Professors create wind house at American Anthropological Association meeting

Rice anthropologists Dominic Boyer and Cymene Howe had their National Science Foundation-funded research project on the political culture of wind power development in Southern Mexico featured in a unique experiential installation at the annual gathering of the American Anthropological Association (AAA) in Denver Nov. 17-22.

The entrance to Boyer and Howe's exhibit

The entrance to Boyer and Howe’s exhibit, “Aeolian Politics.”

The installation, titled “Aeolian Politics” (aeolian refers to things related to Aeolus, the Greek god of wind), highlights the political struggle over wind power development in the Isthmus of Tehuantepec region of Oaxaca, Mexico. The AAA has hosted similar artistic installations based on anthropological research over the past several years as a way to educate its members about new research and to experiment with immersive and interactive models for sharing social scientific research.

While Mexico is heavily dependent on both fossil-fuel production and consumption, it has set one of the most ambitious targets for clean-electricity generation — 35 percent by 2024.

“With its world-class wind resources, Oaxaca has recently emerged as a pivotal site of renewable energy development,” Howe said. “The Isthmus of Tehuantepec now represents the densest concentration of on-shore wind parks anywhere in the world.”

Howe also noted that in 2008 there were two parks producing 84.9 megawatts of wind-generated electricity; just four years later there were 15 parks producing over 1,300 megawatts, a 1,467 percent increase that made Mexico the second largest wind power producer in Latin America after Brazil. Howe and Boyer started researching Mexican wind power development in 2009 and completed 16 months of field research in the isthmus in 2012 and 2013.

A visitor experiencing the exhibit

A visitor experiencing the exhibit, “Aeolian Politics.”

“We found that the proliferation of wind parks has been contentious at every stage of their installation,” Boyer said. People who support wind power “speak of global climatological good and local economic development,” he said. “Meanwhile, those opposed to wind parks see economic imperialism by foreign capitalists coming, once again, to colonize the region through extractive methods that threaten local ecosystems and food sustainability while returning little in the way of social benefits.”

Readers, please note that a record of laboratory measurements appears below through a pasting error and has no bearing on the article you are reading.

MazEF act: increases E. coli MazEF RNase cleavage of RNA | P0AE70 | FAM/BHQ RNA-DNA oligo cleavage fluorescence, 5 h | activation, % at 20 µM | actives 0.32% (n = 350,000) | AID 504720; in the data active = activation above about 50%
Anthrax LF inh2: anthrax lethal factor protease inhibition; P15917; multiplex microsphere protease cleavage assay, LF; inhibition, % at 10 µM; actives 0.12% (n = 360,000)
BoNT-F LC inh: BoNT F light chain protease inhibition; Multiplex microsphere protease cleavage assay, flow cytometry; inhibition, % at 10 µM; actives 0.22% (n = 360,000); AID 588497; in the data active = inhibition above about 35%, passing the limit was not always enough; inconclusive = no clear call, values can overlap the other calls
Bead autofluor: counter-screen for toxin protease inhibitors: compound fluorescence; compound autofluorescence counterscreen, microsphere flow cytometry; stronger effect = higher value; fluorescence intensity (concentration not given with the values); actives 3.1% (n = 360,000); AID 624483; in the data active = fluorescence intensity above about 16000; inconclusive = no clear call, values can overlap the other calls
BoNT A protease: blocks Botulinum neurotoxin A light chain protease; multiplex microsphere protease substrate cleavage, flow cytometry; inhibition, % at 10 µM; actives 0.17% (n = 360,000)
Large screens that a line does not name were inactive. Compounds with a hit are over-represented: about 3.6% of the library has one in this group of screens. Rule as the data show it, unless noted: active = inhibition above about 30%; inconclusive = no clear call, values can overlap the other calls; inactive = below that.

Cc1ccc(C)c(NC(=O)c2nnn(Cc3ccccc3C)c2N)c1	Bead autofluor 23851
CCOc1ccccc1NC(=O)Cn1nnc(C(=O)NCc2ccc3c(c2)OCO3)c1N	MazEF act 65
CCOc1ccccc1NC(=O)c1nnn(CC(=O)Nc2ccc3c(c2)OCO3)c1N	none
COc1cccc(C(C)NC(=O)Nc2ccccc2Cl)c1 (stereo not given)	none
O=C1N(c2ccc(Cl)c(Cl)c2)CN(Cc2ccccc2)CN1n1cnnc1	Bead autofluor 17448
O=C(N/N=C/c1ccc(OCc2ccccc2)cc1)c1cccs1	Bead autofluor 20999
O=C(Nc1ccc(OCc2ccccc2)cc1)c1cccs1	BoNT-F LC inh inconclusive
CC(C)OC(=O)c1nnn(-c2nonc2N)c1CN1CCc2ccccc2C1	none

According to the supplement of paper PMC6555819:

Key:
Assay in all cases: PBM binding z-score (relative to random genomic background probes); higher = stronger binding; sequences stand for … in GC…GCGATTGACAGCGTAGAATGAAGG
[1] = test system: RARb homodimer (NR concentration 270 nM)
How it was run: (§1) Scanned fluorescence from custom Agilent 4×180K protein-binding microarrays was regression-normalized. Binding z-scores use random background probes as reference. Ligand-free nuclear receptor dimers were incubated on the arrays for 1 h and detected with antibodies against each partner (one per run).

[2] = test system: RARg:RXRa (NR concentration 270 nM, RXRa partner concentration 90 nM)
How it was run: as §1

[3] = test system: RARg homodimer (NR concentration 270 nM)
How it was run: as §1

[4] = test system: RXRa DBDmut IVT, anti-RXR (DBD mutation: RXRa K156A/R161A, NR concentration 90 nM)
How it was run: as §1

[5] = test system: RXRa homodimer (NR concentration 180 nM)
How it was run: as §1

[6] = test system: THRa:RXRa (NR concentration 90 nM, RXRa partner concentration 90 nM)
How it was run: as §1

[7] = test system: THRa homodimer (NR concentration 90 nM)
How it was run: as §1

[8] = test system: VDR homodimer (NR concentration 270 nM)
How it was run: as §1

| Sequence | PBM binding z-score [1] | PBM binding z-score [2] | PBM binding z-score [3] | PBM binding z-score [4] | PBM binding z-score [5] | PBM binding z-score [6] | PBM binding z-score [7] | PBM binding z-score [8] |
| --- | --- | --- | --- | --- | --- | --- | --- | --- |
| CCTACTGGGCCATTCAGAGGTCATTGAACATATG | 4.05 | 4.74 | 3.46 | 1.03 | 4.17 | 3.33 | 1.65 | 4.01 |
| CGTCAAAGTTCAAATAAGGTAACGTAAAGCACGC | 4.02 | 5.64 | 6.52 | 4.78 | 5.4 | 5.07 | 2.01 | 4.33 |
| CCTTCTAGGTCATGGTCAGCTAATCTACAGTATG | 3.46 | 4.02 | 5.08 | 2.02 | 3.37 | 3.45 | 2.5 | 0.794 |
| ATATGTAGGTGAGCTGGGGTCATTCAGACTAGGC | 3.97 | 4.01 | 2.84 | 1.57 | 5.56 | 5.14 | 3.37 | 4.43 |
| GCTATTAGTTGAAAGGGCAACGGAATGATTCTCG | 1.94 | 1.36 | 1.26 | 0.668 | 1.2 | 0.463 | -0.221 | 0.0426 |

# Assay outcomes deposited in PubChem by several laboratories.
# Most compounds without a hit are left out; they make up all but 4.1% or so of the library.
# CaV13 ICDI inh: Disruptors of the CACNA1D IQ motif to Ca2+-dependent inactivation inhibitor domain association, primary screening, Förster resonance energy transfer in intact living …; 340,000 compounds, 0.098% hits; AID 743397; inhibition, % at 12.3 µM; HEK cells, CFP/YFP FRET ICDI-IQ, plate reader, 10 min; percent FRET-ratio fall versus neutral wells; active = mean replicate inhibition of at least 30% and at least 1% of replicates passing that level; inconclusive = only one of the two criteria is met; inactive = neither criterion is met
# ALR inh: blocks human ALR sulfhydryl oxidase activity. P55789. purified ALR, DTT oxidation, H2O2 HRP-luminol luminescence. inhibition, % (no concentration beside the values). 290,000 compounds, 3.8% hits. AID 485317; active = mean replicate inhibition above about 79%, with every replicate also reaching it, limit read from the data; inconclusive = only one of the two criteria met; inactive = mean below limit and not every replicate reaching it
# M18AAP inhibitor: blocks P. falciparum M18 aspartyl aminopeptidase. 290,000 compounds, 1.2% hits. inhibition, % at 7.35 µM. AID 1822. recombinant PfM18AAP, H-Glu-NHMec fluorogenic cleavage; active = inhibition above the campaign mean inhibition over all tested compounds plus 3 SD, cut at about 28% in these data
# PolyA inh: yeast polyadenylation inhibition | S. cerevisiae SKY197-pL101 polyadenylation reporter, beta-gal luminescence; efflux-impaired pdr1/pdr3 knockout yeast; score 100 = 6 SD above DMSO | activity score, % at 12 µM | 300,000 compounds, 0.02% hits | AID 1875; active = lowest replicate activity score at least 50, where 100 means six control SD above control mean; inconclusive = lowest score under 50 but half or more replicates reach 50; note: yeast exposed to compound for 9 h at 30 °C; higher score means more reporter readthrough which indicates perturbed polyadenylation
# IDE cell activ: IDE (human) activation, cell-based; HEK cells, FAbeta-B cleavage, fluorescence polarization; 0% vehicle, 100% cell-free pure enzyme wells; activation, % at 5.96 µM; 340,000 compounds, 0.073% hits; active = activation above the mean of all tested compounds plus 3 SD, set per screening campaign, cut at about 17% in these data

Boyer and Howe wanted the interactive installation to represent different viewpoints in the struggle over wind power development. They built a wind house within Denver’s  Emmanuel Gallery rigged with special-effects fans to recreate the power of the isthmus wind. As conference participants moved through the exhibit, they saw videos of activists opposed to the wind parks and videos by government agencies and renewable energy companies promoting wind parks in the region. They encountered two different types of wind that blow across the isthmus – the soft, gentle southern wind, known as “Bi Niza,” which provides relief from the subtropical heat, and the more powerful wind of the north, “the Devil’s Wind,” which in Howe’s words, “irritates, assails and invades,” but which local indigenous communities also associate with a world-generating life force.

“The rationale for this installation was to help visitors see, feel and hear the same things that we experienced in this area of Mexico,” Howe said. “The situation of wind power development in the Isthmus of Tehuantepec demands appreciation of seemingly incommensurable ecologies and the relentless pressure of air. We feel like there is something lost when one only reads about the complex wind of the isthmus without feeling that wind and understanding how its intensity is an essential part of aeolian politics.”

A video of the installation is online at The installation was also featured in a recent article in the Huffington Post. More information on the installation is available at

For more information on Boyer and Howe’s research project, click here.

About Amy McCaig

Amy is a senior media relations specialist in Rice University's Office of Public Affairs.